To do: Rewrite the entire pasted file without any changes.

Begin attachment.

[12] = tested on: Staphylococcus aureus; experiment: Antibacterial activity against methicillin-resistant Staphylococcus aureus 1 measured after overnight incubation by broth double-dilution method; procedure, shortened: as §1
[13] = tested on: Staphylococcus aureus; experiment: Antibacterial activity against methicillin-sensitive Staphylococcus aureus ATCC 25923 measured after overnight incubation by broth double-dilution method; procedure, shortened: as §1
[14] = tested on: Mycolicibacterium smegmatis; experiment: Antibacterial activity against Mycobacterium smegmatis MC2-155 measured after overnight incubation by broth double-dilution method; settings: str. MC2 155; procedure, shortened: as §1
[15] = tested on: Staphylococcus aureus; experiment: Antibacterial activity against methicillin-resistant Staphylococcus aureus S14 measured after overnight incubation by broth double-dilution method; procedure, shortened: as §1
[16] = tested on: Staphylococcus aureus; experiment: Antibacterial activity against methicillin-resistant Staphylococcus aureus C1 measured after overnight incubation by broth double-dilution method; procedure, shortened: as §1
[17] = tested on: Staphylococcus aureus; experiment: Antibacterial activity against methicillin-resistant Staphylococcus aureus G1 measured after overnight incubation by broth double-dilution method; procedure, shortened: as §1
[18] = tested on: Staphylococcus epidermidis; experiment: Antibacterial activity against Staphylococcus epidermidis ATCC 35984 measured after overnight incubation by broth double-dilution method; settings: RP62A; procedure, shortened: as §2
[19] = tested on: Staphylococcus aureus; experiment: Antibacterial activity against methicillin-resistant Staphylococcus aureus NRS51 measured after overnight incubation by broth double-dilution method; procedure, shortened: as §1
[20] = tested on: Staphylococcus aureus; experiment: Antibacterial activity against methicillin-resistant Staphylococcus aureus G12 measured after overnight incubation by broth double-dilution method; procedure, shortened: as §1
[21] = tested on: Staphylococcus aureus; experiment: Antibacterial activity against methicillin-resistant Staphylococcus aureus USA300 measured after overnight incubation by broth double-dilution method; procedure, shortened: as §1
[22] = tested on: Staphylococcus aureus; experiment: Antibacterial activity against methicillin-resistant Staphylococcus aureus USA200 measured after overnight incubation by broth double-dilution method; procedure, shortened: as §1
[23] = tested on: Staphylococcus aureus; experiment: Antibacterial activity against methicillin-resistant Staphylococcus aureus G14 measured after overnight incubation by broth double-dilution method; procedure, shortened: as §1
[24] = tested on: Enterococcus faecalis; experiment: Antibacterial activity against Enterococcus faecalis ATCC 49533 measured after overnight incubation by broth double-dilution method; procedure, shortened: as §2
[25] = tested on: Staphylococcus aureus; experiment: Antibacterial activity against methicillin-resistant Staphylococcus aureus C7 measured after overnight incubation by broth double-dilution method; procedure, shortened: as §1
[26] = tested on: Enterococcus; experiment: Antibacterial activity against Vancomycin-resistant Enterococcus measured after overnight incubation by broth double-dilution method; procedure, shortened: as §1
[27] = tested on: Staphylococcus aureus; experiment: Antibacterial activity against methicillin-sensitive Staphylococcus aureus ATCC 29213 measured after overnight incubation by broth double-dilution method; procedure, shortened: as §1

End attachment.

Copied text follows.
[12] = tested on: Staphylococcus aureus; experiment: Antibacterial activity against methicillin-resistant Staphylococcus aureus 1 measured after overnight incubation by broth double-dilution method; procedure, shortened: as §1
[13] = tested on: Staphylococcus aureus; experiment: Antibacterial activity against methicillin-sensitive Staphylococcus aureus ATCC 25923 measured after overnight incubation by broth double-dilution method; procedure, shortened: as §1
[14] = tested on: Mycolicibacterium smegmatis; experiment: Antibacterial activity against Mycobacterium smegmatis MC2-155 measured after overnight incubation by broth double-dilution method; settings: str. MC2 155; procedure, shortened: as §1
[15] = tested on: Staphylococcus aureus; experiment: Antibacterial activity against methicillin-resistant Staphylococcus aureus S14 measured after overnight incubation by broth double-dilution method; procedure, shortened: as §1
[16] = tested on: Staphylococcus aureus; experiment: Antibacterial activity against methicillin-resistant Staphylococcus aureus C1 measured after overnight incubation by broth double-dilution method; procedure, shortened: as §1
[17] = tested on: Staphylococcus aureus; experiment: Antibacterial activity against methicillin-resistant Staphylococcus aureus G1 measured after overnight incubation by broth double-dilution method; procedure, shortened: as §1
[18] = tested on: Staphylococcus epidermidis; experiment: Antibacterial activity against Staphylococcus epidermidis ATCC 35984 measured after overnight incubation by broth double-dilution method; settings: RP62A; procedure, shortened: as §2
[19] = tested on: Staphylococcus aureus; experiment: Antibacterial activity against methicillin-resistant Staphylococcus aureus NRS51 measured after overnight incubation by broth double-dilution method; procedure, shortened: as §1
[20] = tested on: Staphylococcus aureus; experiment: Antibacterial activity against methicillin-resistant Staphylococcus aureus G12 measured after overnight incubation by broth double-dilution method; procedure, shortened: as §1
[21] = tested on: Staphylococcus aureus; experiment: Antibacterial activity against methicillin-resistant Staphylococcus aureus USA300 measured after overnight incubation by broth double-dilution method; procedure, shortened: as §1
[22] = tested on: Staphylococcus aureus; experiment: Antibacterial activity against methicillin-resistant Staphylococcus aureus USA200 measured after overnight incubation by broth double-dilution method; procedure, shortened: as §1
[23] = tested on: Staphylococcus aureus; experiment: Antibacterial activity against methicillin-resistant Staphylococcus aureus G14 measured after overnight incubation by broth double-dilution method; procedure, shortened: as §1
[24] = tested on: Enterococcus faecalis; experiment: Antibacterial activity against Enterococcus faecalis ATCC 49533 measured after overnight incubation by broth double-dilution method; procedure, shortened: as §2
[25] = tested on: Staphylococcus aureus; experiment: Antibacterial activity against methicillin-resistant Staphylococcus aureus C7 measured after overnight incubation by broth double-dilution method; procedure, shortened: as §1
[26] = tested on: Enterococcus; experiment: Antibacterial activity against Vancomycin-resistant Enterococcus measured after overnight incubation by broth double-dilution method; procedure, shortened: as §1
[27] = tested on: Staphylococcus aureus; experiment: Antibacterial activity against methicillin-sensitive Staphylococcus aureus ATCC 29213 measured after overnight incubation by broth double-dilution method; procedure, shortened: as §1